Many associated terms were used in the literature relating to dementia empowerment. These included choice, control, autonomy, agency, involvement, participation, decision making, active, self-determination, using abilities, creating change, advocacy and confidence. Levels of empowerment were also referred to in one paper (Nomura et al., 2000) as individual, group and community. The terms that PWD involved in the co-production of this paper felt best described empowerment in order of importance to them are presented in Table 4.
Processes of empowerment
There were an array of processes and mechanisms identified in the literature that could either inhibit or enable empowerment for PWD.
The key disabling process uncovered in the literature relates to the concept of facilitative power discussed earlier. The biomedical model of dementia can portray PWD as not capable of meaningful communication. The resulting stigmatisation and discourse around the condition silences PWD, ignores their abilities, knocks their confidence and respect, marginalises PWD and blocks their involvement in making decisions or planning their own care [7, 27]. The key processes identified in the literature which can empower PWD to be autonomous included joining self-help groups that worked from the concept of facilitative power . For example, self-help groups that worked in partnership with PWD enabled PWD to take action to help themselves and others. This included developing a voice, actively participating in their own care and treatment, and thereby maximising their choice and control. Moreover, such groups advocate for and raise awareness of what PWD can do in terms of contributing to society and enhancing their own lives, thereby rejecting the passive disabled patient role. Self-help groups therefore helped PWD reframe their diagnosis from one of ‘disabled’ to ‘en-abled’ which helped them feel valued and respected for what they could still do. This in turn built their confidence and provided a new sense of hope that there was life after diagnosis [7, 19].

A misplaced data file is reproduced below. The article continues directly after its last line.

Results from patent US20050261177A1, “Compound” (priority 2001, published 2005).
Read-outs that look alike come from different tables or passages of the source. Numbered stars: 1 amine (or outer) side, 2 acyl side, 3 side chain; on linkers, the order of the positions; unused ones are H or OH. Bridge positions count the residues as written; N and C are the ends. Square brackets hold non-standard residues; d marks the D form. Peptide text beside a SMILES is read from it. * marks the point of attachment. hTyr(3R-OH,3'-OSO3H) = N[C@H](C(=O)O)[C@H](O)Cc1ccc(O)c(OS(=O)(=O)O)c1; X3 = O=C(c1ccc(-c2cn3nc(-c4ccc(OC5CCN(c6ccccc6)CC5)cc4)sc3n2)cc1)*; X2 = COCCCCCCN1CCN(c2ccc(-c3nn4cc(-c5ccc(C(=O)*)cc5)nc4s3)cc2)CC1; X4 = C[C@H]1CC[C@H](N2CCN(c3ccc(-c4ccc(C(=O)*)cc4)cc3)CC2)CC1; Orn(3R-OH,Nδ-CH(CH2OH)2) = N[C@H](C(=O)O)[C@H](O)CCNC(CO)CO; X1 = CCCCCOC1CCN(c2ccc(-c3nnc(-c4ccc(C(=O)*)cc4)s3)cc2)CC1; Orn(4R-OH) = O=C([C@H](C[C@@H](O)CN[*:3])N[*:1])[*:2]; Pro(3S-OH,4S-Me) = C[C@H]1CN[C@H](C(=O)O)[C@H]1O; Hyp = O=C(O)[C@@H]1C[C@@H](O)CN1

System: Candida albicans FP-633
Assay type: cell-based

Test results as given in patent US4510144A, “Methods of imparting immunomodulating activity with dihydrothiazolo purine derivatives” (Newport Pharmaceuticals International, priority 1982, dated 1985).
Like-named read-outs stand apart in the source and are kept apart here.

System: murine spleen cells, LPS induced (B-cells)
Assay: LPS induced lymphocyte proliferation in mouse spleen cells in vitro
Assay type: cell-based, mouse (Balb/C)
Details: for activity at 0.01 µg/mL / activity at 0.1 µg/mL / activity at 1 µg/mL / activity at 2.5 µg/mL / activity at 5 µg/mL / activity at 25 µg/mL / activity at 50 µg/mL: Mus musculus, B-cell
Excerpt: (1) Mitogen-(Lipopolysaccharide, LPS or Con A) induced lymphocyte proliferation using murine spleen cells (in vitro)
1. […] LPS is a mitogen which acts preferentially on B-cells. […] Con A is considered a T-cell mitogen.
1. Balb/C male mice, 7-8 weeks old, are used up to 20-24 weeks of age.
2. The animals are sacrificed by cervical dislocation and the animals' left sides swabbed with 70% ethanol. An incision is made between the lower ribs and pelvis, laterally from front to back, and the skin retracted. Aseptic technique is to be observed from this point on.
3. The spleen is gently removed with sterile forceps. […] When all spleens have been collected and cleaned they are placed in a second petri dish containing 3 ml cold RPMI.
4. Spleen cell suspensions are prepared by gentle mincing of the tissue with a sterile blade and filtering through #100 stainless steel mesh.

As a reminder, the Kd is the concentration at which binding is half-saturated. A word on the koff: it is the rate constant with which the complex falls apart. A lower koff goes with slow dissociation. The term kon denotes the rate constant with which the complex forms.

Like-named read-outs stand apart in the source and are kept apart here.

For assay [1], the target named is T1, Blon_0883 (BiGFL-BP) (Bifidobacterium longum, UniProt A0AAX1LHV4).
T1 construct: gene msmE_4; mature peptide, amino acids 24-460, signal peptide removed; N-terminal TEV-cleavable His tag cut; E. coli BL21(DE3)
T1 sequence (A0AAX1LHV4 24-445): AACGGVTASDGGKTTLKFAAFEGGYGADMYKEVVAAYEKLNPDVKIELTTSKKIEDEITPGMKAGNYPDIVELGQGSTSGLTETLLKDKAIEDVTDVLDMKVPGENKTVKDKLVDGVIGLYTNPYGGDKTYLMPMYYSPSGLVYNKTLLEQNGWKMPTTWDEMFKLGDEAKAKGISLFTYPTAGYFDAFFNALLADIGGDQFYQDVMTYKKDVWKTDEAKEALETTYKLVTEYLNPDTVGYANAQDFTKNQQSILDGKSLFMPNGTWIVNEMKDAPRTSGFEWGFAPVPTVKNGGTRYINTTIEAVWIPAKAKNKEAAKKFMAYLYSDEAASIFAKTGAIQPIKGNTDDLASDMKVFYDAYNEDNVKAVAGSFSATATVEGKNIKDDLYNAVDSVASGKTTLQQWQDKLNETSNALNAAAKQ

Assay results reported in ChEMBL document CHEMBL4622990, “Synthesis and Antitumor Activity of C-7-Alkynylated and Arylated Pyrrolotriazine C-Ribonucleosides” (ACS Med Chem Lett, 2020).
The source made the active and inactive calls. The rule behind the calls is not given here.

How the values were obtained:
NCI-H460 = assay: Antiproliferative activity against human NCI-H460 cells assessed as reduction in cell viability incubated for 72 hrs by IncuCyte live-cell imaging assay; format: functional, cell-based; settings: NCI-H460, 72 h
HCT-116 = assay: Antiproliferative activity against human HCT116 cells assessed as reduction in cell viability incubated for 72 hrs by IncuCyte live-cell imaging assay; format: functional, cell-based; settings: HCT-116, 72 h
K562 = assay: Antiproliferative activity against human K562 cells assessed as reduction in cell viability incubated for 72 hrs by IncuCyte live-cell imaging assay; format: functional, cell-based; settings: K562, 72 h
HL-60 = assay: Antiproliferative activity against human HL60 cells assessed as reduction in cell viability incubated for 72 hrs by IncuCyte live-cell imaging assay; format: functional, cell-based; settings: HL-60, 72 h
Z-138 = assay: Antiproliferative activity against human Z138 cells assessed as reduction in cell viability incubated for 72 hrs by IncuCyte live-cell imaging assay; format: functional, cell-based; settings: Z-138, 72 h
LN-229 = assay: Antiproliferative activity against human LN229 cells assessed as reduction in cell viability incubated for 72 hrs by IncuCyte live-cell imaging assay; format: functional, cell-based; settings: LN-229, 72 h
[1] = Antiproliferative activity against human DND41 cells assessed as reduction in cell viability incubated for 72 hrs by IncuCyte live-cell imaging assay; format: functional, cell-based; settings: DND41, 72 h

A number of papers described specific interventions for PWD with goals of promoting empowerment. These included patient-centred care with a focus on communication and choice , decision making and control , use of abilities, being heard, feeling valued and respected . One paper described a recovery model of patient care which extends the patient-centred care approach to incorporate hope, focuses on facilitating rather than directing care, and increases autonomy . The paper by Carpenter et al.  described a psychotherapeutic approach with empowerment as one of the key goals in terms of feeling they have control over their lives and have the confidence to deal with challenges. Nomura et al.  described a cognitive rehabilitation approach to empowerment for PWD with the aim of helping PWD regain practical skills. Two papers discussed empowerment of PWD from a legal standpoint in terms of recognising and enabling their rights, being heard and respected  and the need to see the person not their illness . However, while each of these approaches addressed some element of empowerment as defined in the literature and by our co-production team, they were not as comprehensive as self-help groups which appeared to address all elements included. Furthermore, these approaches were more in line with the concept of instrumental power where power is ‘given’ rather than facilitated. For example, most of these interventions were delivered by health care professionals in the context of long-term residential care or community settings. Therefore, from an instrumental perspective, power was still held in a tiered way along a hierarchy of authority, with the health care professional ‘giving’ the PWD more autonomy.
Nine members participated in total within the first two workshop sessions: six attended a workshop in July 2017, and three attended a workshop in August 2017. Of the nine members, six were men and three were women. The final workshop session was attended by five members. Table 4 shows how many times workshop members selected a term within their top five during the first two sessions. Further discussion regarding each term is given below.
To identify the core components of empowerment relevant to PWD.